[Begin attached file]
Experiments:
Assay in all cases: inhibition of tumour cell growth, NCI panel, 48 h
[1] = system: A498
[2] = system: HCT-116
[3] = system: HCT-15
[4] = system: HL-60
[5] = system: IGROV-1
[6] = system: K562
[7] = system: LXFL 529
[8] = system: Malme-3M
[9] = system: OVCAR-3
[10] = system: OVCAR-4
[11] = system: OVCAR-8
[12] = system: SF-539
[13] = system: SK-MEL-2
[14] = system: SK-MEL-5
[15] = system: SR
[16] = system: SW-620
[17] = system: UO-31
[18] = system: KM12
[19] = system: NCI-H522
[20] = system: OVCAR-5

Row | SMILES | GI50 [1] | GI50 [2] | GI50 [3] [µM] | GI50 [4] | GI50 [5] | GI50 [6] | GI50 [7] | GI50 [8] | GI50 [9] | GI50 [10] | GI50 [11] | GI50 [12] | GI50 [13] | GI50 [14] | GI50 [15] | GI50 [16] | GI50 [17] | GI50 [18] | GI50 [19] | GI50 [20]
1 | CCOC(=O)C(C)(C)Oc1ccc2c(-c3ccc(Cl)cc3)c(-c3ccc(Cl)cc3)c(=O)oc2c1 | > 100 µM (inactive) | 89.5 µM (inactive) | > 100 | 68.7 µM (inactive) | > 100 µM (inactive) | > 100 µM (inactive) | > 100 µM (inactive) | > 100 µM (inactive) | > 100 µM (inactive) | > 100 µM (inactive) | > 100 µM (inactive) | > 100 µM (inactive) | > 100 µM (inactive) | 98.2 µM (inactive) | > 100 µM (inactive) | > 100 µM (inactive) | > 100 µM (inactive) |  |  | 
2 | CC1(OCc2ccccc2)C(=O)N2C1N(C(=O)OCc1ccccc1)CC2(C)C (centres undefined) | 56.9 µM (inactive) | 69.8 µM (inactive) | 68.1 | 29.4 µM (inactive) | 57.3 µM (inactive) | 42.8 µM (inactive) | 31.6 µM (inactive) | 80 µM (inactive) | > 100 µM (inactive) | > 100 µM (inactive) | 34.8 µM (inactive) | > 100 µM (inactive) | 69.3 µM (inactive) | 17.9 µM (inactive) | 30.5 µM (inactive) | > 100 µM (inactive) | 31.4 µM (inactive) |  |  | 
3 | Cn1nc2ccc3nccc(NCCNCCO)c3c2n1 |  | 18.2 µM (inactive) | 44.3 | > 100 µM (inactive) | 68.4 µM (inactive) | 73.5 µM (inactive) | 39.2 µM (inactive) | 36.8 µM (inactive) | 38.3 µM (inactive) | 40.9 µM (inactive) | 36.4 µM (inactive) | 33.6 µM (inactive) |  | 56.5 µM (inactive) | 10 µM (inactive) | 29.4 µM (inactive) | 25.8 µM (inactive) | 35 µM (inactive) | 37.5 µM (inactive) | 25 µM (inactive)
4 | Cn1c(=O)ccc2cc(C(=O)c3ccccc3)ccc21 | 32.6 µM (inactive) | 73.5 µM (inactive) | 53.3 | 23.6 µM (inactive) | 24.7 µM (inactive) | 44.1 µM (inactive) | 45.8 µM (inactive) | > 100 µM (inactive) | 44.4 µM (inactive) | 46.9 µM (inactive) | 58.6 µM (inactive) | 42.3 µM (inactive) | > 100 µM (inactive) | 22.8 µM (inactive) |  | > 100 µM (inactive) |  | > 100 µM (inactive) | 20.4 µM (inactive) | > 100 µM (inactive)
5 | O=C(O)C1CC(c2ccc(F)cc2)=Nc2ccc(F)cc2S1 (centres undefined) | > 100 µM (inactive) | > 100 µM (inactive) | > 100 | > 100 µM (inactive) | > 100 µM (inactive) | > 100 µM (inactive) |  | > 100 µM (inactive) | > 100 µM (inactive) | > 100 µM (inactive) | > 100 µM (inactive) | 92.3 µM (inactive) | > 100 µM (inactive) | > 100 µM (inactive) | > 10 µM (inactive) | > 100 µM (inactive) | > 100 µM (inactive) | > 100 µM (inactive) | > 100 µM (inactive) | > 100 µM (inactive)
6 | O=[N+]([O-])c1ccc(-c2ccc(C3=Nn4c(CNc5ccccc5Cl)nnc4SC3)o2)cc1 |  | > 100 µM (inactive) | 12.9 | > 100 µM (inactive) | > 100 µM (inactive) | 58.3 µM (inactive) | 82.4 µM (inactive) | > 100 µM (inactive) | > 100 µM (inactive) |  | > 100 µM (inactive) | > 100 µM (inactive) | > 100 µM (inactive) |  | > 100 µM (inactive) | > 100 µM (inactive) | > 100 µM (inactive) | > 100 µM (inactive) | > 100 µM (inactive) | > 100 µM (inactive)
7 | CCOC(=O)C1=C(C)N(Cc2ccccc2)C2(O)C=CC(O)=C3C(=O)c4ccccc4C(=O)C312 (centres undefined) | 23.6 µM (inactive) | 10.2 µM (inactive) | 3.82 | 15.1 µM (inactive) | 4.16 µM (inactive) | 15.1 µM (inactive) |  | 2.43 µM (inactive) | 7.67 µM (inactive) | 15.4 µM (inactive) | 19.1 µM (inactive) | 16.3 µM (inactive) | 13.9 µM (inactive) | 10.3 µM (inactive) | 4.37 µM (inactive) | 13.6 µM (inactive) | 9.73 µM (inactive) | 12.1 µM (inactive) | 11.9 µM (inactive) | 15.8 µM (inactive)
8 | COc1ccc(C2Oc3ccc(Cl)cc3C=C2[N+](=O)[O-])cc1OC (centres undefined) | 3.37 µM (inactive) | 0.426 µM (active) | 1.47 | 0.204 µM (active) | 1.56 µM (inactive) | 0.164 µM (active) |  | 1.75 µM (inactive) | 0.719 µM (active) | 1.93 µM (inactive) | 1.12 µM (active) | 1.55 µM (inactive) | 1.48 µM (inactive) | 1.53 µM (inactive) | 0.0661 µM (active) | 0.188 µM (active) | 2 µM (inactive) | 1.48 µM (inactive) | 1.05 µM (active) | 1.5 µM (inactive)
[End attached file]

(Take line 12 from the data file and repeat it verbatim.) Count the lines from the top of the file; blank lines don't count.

[10] = system: OVCAR-4